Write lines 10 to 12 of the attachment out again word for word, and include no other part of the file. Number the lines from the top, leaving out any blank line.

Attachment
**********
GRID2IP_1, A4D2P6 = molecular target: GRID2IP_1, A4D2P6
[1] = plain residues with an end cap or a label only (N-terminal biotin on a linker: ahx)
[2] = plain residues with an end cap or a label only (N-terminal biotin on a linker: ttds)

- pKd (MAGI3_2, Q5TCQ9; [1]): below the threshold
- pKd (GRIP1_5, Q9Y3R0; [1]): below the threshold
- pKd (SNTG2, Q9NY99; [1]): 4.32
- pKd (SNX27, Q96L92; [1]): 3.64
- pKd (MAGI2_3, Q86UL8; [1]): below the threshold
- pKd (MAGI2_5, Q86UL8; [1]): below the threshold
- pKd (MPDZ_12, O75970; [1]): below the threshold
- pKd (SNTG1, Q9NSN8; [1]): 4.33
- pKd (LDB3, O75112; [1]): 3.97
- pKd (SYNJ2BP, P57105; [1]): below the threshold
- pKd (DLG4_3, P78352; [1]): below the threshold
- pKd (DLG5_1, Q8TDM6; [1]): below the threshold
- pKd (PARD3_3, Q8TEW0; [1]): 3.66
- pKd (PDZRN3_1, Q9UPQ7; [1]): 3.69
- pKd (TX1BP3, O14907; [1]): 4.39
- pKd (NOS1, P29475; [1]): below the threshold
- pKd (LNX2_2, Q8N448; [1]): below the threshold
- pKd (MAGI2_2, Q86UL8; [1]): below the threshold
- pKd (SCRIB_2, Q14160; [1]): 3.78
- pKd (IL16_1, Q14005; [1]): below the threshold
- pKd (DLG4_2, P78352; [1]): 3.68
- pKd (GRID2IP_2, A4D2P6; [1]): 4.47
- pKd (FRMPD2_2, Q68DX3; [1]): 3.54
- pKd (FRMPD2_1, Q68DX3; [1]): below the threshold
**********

- pKd (MPDZ_12, O75970; [1]): below the threshold
- pKd (SNTG1, Q9NSN8; [1]): 4.33
- pKd (LDB3, O75112; [1]): 3.97